Inside Zaza Pachulia’s Epic Starting Five Role, Expansion of Hoops Academy Abroad

(Photo by Noah Graham/NBAE via Getty Images) (Photo by Noah Graham/NBAE via Getty Images)

At the start of every Warriors game, Zaza Pachulia, the only current NBA player from the Republic of Georgia, finds himself on the court alongside the most star-studded cast on one team in the NBA: Olympians Stephen Curry, Kevin Durant, Draymond Green and Klay Thompson.

How does Pachulia think he earned that distinguished role in his 14th season in the NBA?

The starting center chuckles. “It just means that I did something right throughout my career,” the elder statesman of the Warriors’ starting five told the NBPA.

“Here’s the thing,” the 32-year-old goes on to explain. “There’s so many people who would like to be in my shoes. But it’s not that easy to get to this point and to get the trust from the coaching staff, the management and your teammates. I played this game the right way and put in energy and effort and a lot of hours and a lot of sweat, so I think I deserve this spot. And I think I’m a complement and I fit well on this team. My hard work continues and the love of the game is the most I have ever had. I’m giving everything I have.”

In his first season with the Warriors, who hold the NBA’s best record at 34-6, Pachulia is shooting a career-high 53.5 percent from the field, and in January he’s upped his averages to 9.8 points, 5.7 rebounds and 1.2 steals per game—the same month the early returns of the All-Star voting ranked him second after Durant in the Western Conference frontcourt. In fact, Pachulia came within 15,000 votes of being a first-time All-Star—and starter—last season with the Mavericks.

“It makes me feel good and happy that I’m getting love and support from so many people,” he said. “The NBA is such a global game and there’s fans all over the world. Georgia has a huge impact and Georgian people who have been supporting me for such a long time. It’s not that easy to get this much support, so I’m so thankful. And it’s not about the voting; it’s about support honestly. That’s what means a lot.”

Zaza Pachulia high fives Draymond Green. (Photo by Noah Graham/NBAE via Getty Images)

Zaza Pachulia high fives Draymond Green. (Photo by Noah Graham/NBAE via Getty Images)

For Pachulia, he’s surprised himself with how well he’s been keeping up with the Warriors’ faster style of play—No. 1 in the NBA in fast-break points per game (22.0) and No. 2 in pace (102.9), measured by the average number of possessions a team uses per game.

“I kind of forgot that I could run,” he said, laughing. “I noticed myself running better and more this year, and I have no complaints. Last year [in Dallas] was a different system. It’s just good to remember how to run frequently, really often. For us, it’s a layup or three-point shot, so it’s great.”

Pachulia utilizes his quickness in a unique way at the top of the key, where he’s often used as an anchor for dribble hand-offs. He has a knack for faking the pass and driving in for a layup, using his underrated speed and 275-pound strength to finish. He also has strong box-out skills—not afraid of contact with driving his base low into opponents to create more separation for a miss—and quick hands around the basket to capitalize on offensive rebounds. He’s also a heads-up passer and can read a teammate cutting backdoor.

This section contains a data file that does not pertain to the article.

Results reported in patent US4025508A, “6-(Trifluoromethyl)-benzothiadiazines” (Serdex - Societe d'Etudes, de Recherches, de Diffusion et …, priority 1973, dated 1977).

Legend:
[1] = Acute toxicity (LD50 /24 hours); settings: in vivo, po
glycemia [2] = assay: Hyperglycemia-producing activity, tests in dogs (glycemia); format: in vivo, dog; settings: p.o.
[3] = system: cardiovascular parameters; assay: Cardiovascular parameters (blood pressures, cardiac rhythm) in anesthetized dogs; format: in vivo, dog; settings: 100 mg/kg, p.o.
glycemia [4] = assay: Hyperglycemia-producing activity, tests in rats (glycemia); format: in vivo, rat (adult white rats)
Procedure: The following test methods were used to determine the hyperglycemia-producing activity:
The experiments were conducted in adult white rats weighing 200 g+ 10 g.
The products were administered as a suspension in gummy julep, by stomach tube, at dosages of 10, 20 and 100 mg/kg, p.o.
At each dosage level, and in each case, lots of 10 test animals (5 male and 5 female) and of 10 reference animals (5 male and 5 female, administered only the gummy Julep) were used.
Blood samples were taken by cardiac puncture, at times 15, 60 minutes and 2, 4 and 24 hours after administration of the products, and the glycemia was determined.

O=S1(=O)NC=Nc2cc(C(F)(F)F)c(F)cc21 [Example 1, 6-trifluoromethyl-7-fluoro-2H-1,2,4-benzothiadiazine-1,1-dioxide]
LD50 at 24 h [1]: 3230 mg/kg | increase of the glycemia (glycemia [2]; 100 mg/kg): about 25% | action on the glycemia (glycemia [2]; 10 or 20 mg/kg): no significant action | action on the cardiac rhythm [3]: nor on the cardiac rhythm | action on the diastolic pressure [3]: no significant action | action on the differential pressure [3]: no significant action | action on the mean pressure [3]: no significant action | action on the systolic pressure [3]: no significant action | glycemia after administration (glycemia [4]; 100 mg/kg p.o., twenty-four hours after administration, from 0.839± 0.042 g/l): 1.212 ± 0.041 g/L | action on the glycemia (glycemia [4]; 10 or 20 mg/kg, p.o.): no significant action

Defensively, Pachulia’s deceiving mobility enables him to switch if need be on to a wing player, which complements the Warriors’ versatility guarding different positions. Assisting wherever possible is the name of his game, and he’s not concerned with having a post play called for him. His whole mindset with the Warriors is mostly surveying the court and finding the right crease.

“We have scorers, so you need the role players who do their job and it’s not seen as much on the paper, but appreciated by his teammates,” he said. “I’m enjoying helping my teammates with my presence, my ability, my IQ, my passing—you name it. Don’t forget defense is a huge part, reading the game is a huge part and helping your teammates either with setting the screen, or just rolling and taking a couple guys with you. That way someone stays open. There’s so many aspects of the game that can help your team win a game.”

Pachulia had season highs (15 points and 14 rebounds) in a win over the Nets this season. (Photo by Nathaniel S. Butler/NBAE via Getty Images)

Pachulia had season highs (15 points and 14 rebounds) in a win over the Nets this season. (Photo by Nathaniel S. Butler/NBAE via Getty Images)

Pachulia said that it took him a couple of weeks from the start of the season to pick up the Warriors’ offensive schemes. With the team’s emphasis on three-pointers and layups off of cuts, he needed time to study all of the different ways to set screens to get his teammates open—his biggest role in the offense.

“I needed to learn where the guys like to go, when to set the flare [screen], when to set the ball screen or when to just get out and let the guy play one-on-one,” he said. “With so many great shooters we have, I think they need to start putting in the stats of how many screens I set. And they should because it’s such a big part of today’s game with the pick-and-roll. We have such great offensive players and shooters, so it’s just so much fun to get them open and then let [the ball] fly in all arenas.”

So what are Pachulia’s pointers for setting a good screen? He credits the fundamentals he learned in Europe, where he played for the Turkish club Ulker G.S.K. from 1999 to 2003—the year he was drafted in the NBA.

“First of all, have a wide-enough base parallel to your shoulders and don’t move, don’t use your hands and just get to the closest guy, and try to block the direction that he would like to go,” he said. “You’ve got to know where the offensive player likes to go—the right side or left side. And sometimes you come up and set the screen without the defender expecting it, and that’s my favorite because he doesn’t know. You know the Chinese [Great] Wall? He hits the Georgian wall.”

Pachulia admits occasionally to running back on defense too soon, like other Warriors players have done in the past, when his teammates launch a long-range shot. “I’ve done it a couple of times,” he said, laughing. He just has that much confidence in them, and deservingly so: they’re No. 4 in the league in three-point percentage (.382).

Pachulia sets a screen for Kevin Durant. (Photo by Ezra Shaw/Getty Images)

Pachulia sets a screen for Kevin Durant. (Photo by Ezra Shaw/Getty Images)

Pachulia said the biggest thing he’s learned about being around his teammates is the pain they still feel from losing in the Finals last year. “They still have that taste,” he said. “It’s everybody’s goal to win a championship. I know it’s not going to be easy because every team we face against, they bring their A game.” But, as he noted, the Warriors are only improving: “The chemistry is getting along, defense is getting settled, we’re moving better. It’s just fun because it’s getting easier.”